Elkington, George Richards (DNB00)
|←Elizabeth (1770-1840)||Dictionary of National Biography, 1885-1900, Volume 17
Elkington, George Richards
ELKINGTON, GEORGE RICHARDS (1801–1866), introducer of electro-plating, son of James Elkington, gilt-toy and spectacle manufacturer, was born 17 Oct. 1801, at St. Paul's Square, Birmingham. In 1815 he was apprenticed to his uncles, Josiah and George Richards, of St. Paul's Square, where he early showed great business capabilities, and was soon taken into partnership. On the death of his uncles, Elkington came into sole possession of their business. His whole life was spent in Birmingham, where he was a govenor of King Edward's Grammar School, and was made a borough magistrate in 1856, but was of very unostentatious and retiring habits. He married Mary Auster Balleny, by whom he had five sons and one daughter. He died of paralysis at his residence. Pool Park, Denbighshire, on 23 Sept. 1865.
Elkington showed indomitable energy in introducing, in conjunction with his cousin, Henry Elkington [see below], the industry of electro-plating and electro-gilding. Up to 1840 plated silver goods were made only by rolling or soldering thin sheets of silver upon copper. Wollaston had in 1801 applied the principle of the voltaic pile to the deposition of one metal upon another. Subsequent applications of this principle, by Bessemer (1834), Jacobi (1838), and Spencer of Liverpool (1839) induced the Elkingtons to attempt a practical employment of the method in their trade. In 1836 and 1837 they had taken out patents for 'mercurial gilding;' and a patent of July 1838 first refers to the aplication of a separate current of electricity. In 1842 John Wright, a Birmingham surgeon, discovered what has since proved to be the best of all liquids for electro-plating — solutions of the cyanides of gold and silver in cyanide of potassium. The Elkingtons took out a patent embodying this process, for which they paid Wright (d. 1844) a royalty, and afterwards an annuity to his widow. They also bought a process invented by J. S. Woolrich in August 1842, depending upon Faraday's discovery (1830) of magneto-electricity. In 1843 Josiah Mason [q. v.] became a partner in the firm. The large works in Newhell Street, Birmingham, were completed in 1841, and after a seven years' struggle against the opposition of the older svstems, commercial success was attained. The Elkingtons patented their processes in France in 1842, when they were opposed by a M. de Ruolx. A compromise was ultimately made, and the Monthyon Prix of a gold medal and twelve hundred francs divided between De Ruolz and the Elkingtons. In 1881 [[Siemens (DNB00)|Sir C. W. Siemens [q. v.], in an address at the Midland Institute, expressed his gratitude to G. R. Elkington for his early and generous encouragement of his improvements. Elkington, with Mason, established large copper-smelting works at Pembrey, South Wales. He was a generous master, and built houses and schools for the persons employed in his business. After his death the business was carried on by his sons.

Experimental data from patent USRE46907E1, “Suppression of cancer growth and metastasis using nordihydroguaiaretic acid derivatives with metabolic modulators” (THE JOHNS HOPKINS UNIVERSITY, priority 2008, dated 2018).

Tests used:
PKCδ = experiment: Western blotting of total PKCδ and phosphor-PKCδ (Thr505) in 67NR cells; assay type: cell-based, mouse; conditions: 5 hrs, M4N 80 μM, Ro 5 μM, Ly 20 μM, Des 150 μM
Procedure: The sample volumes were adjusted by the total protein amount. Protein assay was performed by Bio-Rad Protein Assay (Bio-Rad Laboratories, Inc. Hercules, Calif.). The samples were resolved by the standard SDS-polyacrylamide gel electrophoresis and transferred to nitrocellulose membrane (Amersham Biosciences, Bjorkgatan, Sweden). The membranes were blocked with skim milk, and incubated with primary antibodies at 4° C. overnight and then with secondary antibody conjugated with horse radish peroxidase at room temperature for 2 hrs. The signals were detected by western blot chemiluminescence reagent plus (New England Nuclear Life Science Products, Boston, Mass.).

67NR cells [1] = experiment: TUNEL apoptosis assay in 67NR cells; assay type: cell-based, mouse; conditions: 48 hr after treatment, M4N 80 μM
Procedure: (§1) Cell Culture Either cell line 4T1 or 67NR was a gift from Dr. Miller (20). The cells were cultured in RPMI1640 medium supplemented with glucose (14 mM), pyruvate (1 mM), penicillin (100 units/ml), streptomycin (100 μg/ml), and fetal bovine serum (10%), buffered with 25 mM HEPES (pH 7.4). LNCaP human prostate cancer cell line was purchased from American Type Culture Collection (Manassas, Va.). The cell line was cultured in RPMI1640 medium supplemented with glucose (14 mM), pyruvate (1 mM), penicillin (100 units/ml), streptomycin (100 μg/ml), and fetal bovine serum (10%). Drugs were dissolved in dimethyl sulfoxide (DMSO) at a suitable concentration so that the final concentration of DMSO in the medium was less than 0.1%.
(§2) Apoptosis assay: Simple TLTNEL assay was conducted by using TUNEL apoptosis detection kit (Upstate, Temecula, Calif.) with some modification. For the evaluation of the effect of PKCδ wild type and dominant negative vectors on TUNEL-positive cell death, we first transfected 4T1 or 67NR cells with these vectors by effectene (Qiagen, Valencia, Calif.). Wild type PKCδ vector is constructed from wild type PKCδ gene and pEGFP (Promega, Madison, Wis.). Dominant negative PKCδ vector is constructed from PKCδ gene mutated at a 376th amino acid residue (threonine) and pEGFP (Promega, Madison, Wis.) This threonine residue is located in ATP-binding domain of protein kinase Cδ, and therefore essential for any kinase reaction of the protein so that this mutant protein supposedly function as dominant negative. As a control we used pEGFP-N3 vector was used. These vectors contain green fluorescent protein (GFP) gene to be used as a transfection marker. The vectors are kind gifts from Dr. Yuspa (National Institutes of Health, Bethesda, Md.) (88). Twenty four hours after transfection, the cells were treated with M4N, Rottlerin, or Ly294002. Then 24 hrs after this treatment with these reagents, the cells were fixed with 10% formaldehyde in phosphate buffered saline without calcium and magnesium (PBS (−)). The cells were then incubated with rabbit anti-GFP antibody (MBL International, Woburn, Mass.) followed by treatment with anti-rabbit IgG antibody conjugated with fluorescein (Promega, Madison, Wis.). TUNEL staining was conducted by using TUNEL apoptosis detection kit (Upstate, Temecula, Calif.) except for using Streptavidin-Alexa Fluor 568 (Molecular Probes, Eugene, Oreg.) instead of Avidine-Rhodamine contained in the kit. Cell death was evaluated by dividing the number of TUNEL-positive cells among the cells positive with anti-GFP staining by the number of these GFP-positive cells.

Henry Elkington (1810-1852), cousin of G. R. Elkington, born in 1810, was the son of John Elikington of Princethorpe, Warwickshire. He was apprenticed to his uncle James, and while so employed invented and patented the pantascopic spectacles. He began to study electro-plating about 1832, He afterwards entered into partnership with his cousin, and was specially useful in the artistic department. He married the sister of G.R. Elkington, and died 26 Oct. 1852. He was buried in the churchyard of Northfield, and a monument was placed in the church. He left one son, who died young.Private information from relatives; Times, 5 Dec. 1865; Morning Post, 1862; R. B. Prosier, in Birmingham Weekly Post, 24 July 1880; Journal Society of Arts, 29 Jan. 1864; Bunce's Biography of Josiah Mason (privately printed), 1882; George Gore, in Popular Science Review, April and October 1862; Art Manufactures of Birmingham and Midland Counties in lnternational Exhibition of 1862, by George Wallis; Report by Elkington and De Ruolz in Sturgeon's Ann. of Electricity, 1842; Article by W. Ryland, in Timmins's Birmingham and the Midland Hardware District, 1866; Art of Electro-Metallurgy, by George Gore, 1877; Jurors' Reports, Exhibition of 1851.]